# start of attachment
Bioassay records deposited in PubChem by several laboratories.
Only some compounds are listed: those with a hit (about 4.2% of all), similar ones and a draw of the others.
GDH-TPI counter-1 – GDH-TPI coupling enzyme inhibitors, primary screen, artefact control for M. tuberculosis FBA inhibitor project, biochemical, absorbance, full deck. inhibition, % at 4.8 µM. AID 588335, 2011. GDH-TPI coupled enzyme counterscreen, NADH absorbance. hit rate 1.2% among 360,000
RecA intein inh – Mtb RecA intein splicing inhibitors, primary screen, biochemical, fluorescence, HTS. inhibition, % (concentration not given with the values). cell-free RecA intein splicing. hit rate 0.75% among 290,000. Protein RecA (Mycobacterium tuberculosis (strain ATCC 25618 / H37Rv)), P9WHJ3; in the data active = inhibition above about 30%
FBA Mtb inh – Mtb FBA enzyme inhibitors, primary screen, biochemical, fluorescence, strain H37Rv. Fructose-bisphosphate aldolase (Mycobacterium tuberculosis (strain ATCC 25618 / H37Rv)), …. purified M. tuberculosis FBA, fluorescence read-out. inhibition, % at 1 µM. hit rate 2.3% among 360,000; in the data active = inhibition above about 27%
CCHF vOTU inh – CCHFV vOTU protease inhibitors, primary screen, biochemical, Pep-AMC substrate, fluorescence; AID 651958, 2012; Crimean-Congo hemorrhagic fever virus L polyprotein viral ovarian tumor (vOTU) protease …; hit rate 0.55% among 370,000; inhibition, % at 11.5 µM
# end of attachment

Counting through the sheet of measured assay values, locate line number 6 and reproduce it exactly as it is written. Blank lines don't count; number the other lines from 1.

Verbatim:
CCHF vOTU inh – CCHFV vOTU protease inhibitors, primary screen, biochemical, Pep-AMC substrate, fluorescence; AID 651958, 2012; Crimean-Congo hemorrhagic fever virus L polyprotein viral ovarian tumor (vOTU) protease …; hit rate 0.55% among 370,000; inhibition, % at 11.5 µM